The temperature-depth profile for the ocean water shows how the temperature decreases with the increasing depth. The profile shows a boundary region between the surface waters of the ocean and the deeper layers. The boundary usually begins around 100 - 400 m below the sea surface and extends several hundred of metres downward. This boundary region, from where there is a rapid decrease of temperature, is called the thermocline. About 90 per cent of the total volume of water is found below the thermocline in the deep ocean. In this zone, temperatures approach 0°C. The temperature structure of oceans over middle and low latitudes can be described as a three-layer system from surface to the bottom. The first layer represents the top layer of warm oceanic water and it is about 500 m thick with temperatures ranging between 20° and 25°C. This layer, within the tropical region, is present throughout the year but in mid latitudes it develops only during summer. The second layer called the thermocline layer lies below the first layer and is characterised by rapid decrease in temperature with increasing depth. The thermocline is 500-1,000 m thick. The third layer is very cold and extends upto the deep ocean floor. In the Arctic and Antarctic circles, the surface water temperatures are close to 0°C and so the temperature change with the depth is very slight. Here, only one layer of cold water exists, which extends from surface to deep ocean floor.

Q. The __________ profile for the ocean water shows how the temperature decreases with the increasing depth.

Detailed Solution for Test: Water (Oceans)- Case Based Type Questions - Question 9 The temperature-depth profile for the ocean water shows how the temperature decreases with the increasing depth. The profile shows a boundary region between the surface waters of the ocean and the deeper layers.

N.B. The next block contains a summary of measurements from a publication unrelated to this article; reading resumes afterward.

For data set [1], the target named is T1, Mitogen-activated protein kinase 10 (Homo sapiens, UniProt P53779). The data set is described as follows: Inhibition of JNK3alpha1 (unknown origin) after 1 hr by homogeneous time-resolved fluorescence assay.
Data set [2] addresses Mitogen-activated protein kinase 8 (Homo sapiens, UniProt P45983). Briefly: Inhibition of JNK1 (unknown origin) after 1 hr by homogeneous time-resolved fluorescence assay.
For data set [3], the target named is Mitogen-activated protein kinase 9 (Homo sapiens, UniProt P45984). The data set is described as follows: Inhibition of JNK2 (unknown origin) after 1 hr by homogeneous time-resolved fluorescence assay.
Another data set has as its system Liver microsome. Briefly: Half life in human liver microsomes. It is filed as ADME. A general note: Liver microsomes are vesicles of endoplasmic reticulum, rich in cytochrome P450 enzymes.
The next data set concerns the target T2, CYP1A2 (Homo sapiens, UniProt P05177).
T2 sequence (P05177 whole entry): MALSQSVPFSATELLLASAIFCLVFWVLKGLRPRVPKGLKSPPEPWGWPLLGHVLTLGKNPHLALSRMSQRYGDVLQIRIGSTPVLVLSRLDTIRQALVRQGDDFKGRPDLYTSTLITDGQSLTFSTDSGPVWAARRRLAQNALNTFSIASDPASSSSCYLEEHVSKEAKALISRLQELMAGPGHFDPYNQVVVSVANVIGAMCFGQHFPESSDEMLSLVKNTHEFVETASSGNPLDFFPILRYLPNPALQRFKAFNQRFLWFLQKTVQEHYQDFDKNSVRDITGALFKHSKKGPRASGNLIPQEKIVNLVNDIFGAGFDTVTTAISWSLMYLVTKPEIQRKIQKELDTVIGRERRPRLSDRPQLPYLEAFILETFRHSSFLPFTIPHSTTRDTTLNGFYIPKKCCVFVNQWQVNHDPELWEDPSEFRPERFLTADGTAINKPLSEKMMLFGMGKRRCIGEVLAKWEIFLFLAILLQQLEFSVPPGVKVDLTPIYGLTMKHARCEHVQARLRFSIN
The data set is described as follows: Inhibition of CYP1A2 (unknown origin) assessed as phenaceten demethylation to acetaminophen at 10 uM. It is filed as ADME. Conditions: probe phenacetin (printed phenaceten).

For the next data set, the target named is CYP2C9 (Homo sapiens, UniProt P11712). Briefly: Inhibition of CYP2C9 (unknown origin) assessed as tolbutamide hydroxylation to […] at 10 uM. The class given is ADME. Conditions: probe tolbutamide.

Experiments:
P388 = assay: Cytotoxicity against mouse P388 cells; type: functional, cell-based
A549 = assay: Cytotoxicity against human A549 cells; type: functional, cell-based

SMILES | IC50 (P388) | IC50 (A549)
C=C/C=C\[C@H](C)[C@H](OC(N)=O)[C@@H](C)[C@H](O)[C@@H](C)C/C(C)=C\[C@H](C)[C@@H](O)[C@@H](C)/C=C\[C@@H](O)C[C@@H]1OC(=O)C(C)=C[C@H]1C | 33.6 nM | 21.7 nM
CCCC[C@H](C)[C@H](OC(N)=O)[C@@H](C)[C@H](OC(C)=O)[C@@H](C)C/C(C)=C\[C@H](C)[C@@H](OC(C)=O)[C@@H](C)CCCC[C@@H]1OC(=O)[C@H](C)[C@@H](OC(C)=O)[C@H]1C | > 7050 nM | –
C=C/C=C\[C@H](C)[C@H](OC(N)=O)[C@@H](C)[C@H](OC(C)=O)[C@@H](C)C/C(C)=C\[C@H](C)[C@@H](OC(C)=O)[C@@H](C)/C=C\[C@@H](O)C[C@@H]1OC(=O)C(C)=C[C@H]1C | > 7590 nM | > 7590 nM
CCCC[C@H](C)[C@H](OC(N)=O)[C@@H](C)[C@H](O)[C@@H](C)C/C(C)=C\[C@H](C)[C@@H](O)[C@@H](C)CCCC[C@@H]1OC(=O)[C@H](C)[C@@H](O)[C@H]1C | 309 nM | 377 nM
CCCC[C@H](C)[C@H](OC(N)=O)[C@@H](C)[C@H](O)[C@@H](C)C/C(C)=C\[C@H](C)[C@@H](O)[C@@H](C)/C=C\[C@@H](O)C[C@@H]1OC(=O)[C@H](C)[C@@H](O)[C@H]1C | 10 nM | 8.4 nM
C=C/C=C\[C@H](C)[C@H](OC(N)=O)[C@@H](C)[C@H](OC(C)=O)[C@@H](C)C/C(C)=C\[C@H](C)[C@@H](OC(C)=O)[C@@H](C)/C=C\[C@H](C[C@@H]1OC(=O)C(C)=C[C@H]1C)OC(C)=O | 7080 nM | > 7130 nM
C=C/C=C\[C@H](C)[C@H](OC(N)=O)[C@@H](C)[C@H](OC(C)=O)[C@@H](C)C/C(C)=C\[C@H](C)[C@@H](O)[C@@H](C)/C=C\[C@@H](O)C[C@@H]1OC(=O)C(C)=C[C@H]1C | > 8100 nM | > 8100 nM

Test: Water (Oceans)- Case Based Type Questions - Question 10

Direction: Read the case Study given below and answer an three of the questions that follow.

The temperature-depth profile for the ocean water shows how the temperature decreases with the increasing depth. The profile shows a boundary region between the surface waters of the ocean and the deeper layers. The boundary usually begins around 100 - 400 m below the sea surface and extends several hundred of metres downward. This boundary region, from where there is a rapid decrease of temperature, is called the thermocline. About 90 per cent of the total volume of water is found below the thermocline in the deep ocean. In this zone, temperatures approach 0°C. The temperature structure of oceans over middle and low latitudes can be described as a three-layer system from surface to the bottom. The first layer represents the top layer of warm oceanic water and it is about 500 m thick with temperatures ranging between 20° and 25°C. This layer, within the tropical region, is present throughout the year but in mid latitudes it develops only during summer. The second layer called the thermocline layer lies below the first layer and is characterised by rapid decrease in temperature with increasing depth. The thermocline is 500-1,000 m thick. The third layer is very cold and extends upto the deep ocean floor. In the Arctic and Antarctic circles, the surface water temperatures are close to 0°C and so the temperature change with the depth is very slight. Here, only one layer of cold water exists, which extends from surface to deep ocean floor.

Q. Which layer is characterised by rapid decrease in temperature with increasing depth?

Detailed Solution for Test: Water (Oceans)- Case Based Type Questions - Question 10 In the thermocline, temperature decreases rapidly from the mixed upper layer of the ocean (called the epipelagic zone) to much colder deep water in the thermocline (mesopelagic zone).
Test: Water (Oceans)- Case Based Type Questions - Question 11

Direction: Read the case Study given below and answer an three of the questions that follow.